Final presentation was on Mental Health Day and it was “Intersectionality in Mental Health,” which was a presentation for Lead RAs. This was probably the most challenging presentation for me because it was all new content-wise. In the different identities that our students have, we often focus on certain demographic aspects and this was intended to help the RAs come up with the challenges of each identity, how to go about approaching the situations, and seeing how each of these identities intersect when we begin talking about the challenges people face in mental health. I particularly enjoyed this presentation because I got to work with a Faculty-in-Residence (FIR) and a professor in the Higher Education graduate program, Dr. Jessica Harris. I’m almost certain I told her this when I first met her, but learning that I was presenting with a professor… I WAS INTIMIDATED AS HECK. I was going to present on a topic I didn’t have as much knowledge about next to someone who has a lot of experience discussing areas of identity. The intimidation lasted, until now. Not because she’s actually an intimidating person, but because of how incredible she is and just how accomplished she is. Seriously, I want to basically be her one day. Maybe or maybe not a professor (who knows), but she is one heck of a role model.
Why’d are you presenting so much?
When my colleagues were learning how often I was going to present during training, this question came up as one of the first things they asked – along with their eyes widening in shock. Honest answer – I don’t know. I think I’m just crazy.
What I do know is that this is something that I genuinely enjoy and it’s an experience I create for myself every year. The whole two weeks before training, I was most definitely freaking out every other hour trying to get all my presentations together and prepared. I was working late and on weekends to get things together and make sure they were ready. There was so much going on. The reality was that if I chose not to do as many presentations as I did, I would have probably reduced the level of stress I was on.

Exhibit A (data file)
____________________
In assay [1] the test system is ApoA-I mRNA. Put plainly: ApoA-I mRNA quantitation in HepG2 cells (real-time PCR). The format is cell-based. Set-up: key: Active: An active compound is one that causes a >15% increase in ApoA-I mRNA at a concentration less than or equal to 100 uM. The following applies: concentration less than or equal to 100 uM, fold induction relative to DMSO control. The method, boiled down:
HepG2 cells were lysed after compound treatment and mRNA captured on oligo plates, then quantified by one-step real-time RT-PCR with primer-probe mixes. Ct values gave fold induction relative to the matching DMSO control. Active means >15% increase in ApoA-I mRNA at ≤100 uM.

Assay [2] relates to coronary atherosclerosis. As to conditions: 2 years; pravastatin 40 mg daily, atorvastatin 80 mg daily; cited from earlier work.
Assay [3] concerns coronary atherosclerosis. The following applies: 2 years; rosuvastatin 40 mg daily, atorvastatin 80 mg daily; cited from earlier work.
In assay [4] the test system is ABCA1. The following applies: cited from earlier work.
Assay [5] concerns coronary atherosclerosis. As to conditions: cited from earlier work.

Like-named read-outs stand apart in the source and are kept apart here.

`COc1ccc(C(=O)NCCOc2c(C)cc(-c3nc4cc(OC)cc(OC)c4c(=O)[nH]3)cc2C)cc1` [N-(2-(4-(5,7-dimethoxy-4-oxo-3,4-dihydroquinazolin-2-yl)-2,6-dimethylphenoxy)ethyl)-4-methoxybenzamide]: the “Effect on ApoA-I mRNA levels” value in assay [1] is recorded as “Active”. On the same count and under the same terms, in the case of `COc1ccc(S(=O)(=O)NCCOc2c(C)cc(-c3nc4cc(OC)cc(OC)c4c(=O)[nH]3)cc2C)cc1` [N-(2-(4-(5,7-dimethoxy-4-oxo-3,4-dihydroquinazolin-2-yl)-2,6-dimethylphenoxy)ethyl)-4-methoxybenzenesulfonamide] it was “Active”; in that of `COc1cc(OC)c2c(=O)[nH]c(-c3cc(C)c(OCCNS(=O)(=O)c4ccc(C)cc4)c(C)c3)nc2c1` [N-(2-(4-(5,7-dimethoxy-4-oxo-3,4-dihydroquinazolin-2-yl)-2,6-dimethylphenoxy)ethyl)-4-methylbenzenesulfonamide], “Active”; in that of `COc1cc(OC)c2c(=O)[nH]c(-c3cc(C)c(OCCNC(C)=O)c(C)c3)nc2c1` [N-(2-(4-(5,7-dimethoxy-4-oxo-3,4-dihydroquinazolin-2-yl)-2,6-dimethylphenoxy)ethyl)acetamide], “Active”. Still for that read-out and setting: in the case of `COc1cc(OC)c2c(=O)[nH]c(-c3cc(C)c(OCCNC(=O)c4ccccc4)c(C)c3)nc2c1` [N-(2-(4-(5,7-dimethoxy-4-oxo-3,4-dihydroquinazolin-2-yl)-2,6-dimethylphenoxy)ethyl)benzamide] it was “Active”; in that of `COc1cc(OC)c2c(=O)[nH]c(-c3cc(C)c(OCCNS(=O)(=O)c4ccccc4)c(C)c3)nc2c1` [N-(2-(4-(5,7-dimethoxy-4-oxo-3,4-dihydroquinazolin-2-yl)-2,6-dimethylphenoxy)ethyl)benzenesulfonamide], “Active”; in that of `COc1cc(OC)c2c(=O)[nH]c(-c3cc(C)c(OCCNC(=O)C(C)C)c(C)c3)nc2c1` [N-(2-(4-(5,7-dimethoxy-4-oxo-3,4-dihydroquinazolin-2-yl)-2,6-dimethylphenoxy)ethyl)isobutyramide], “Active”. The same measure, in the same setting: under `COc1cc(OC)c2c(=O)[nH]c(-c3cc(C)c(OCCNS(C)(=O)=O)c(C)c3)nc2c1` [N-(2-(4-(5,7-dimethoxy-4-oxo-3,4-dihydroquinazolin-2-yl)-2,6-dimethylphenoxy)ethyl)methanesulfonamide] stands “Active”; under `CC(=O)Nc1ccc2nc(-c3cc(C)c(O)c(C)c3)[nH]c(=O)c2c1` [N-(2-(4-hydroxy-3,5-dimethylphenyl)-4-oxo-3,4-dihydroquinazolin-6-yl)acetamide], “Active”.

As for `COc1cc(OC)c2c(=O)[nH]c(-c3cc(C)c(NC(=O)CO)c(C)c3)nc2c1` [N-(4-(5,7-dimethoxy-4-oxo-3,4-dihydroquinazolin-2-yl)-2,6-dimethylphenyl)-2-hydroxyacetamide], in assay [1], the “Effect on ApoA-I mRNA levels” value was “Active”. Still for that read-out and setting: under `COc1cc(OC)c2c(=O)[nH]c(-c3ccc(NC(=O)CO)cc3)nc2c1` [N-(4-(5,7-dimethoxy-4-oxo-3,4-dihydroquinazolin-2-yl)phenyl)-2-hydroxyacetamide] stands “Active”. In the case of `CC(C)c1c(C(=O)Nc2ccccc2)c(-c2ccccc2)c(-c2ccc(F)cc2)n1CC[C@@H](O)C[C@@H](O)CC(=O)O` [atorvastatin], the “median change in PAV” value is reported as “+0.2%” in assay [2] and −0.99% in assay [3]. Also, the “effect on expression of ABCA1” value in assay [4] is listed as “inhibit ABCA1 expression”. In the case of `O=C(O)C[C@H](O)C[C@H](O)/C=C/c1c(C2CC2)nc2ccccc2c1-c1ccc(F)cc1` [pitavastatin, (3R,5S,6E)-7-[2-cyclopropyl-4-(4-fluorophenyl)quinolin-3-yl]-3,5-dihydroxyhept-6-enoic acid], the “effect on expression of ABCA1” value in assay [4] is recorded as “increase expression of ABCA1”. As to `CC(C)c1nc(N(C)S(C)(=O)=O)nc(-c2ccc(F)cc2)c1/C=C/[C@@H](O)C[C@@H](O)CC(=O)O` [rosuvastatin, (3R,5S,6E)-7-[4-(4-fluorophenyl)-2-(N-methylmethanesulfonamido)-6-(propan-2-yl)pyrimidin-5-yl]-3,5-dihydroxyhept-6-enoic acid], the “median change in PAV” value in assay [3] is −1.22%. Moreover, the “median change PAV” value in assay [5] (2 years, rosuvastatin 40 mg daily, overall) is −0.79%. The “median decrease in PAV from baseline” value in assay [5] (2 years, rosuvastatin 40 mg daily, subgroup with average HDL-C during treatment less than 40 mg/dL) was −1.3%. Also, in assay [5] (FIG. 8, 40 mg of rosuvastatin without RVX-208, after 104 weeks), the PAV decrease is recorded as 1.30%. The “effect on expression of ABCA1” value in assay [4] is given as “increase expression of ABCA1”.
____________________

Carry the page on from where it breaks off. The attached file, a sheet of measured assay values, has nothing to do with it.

However, it’s bigger than that. Being stressed, overwhelmed, tired, and however else I felt wasn’t the most present thing in my head when I was presenting these presentations or when I was speaking to the students after the presentations. It was the way I felt, feeling accomplished and feeling like I succeeded in something that was more beneficial to the students than it was for me. The job I have is not easy, but these students – I wouldn’t trade a day in my job for something that would make me more money if it meant I would go about my day being happy. The students, my staff… they’re the best part of my job and they constantly remind me why I love being a part of this experience.
I did the same amount of presentations last year for Student Staff Training, but something was different this year. I could feel that there was something different but I couldn’t pinpoint it. During one moment that I got to myself right after training was over and while I was up at 1am with my RAs trying to help them with their passive boards, door decs, and fixing the laminator, it came to me: I am a returning ARD. At the same time last year, I was still new and I was still confused. This time around, I felt more confidence in what I was doing because I actually knew what I was doing. There was less of me depending on my supervisor to guide me and hold my hand because I could fully support knowing that I understood my role and could better serve my team. I felt stronger than I fit before.
Do I still think I’m crazy for doing as much as I did? Yes, yes I do. But I share these stories to teach myself the value of vulnerability and stepping outside of what I’m comfortable with. It’s easier for my to hide my experiences in my memory box and leave it there. I’m like an onion; I have so many layers and you’ll probably cry a bit before you’re able to reach my core. I make it nearly impossible for many people to reach a depth about me and my stories, because it’s not something I am comfortable with. However, this teaches me a little more about breaking out of my shell sometimes and allowing myself to dig deeper and share that with students who may find themselves connecting.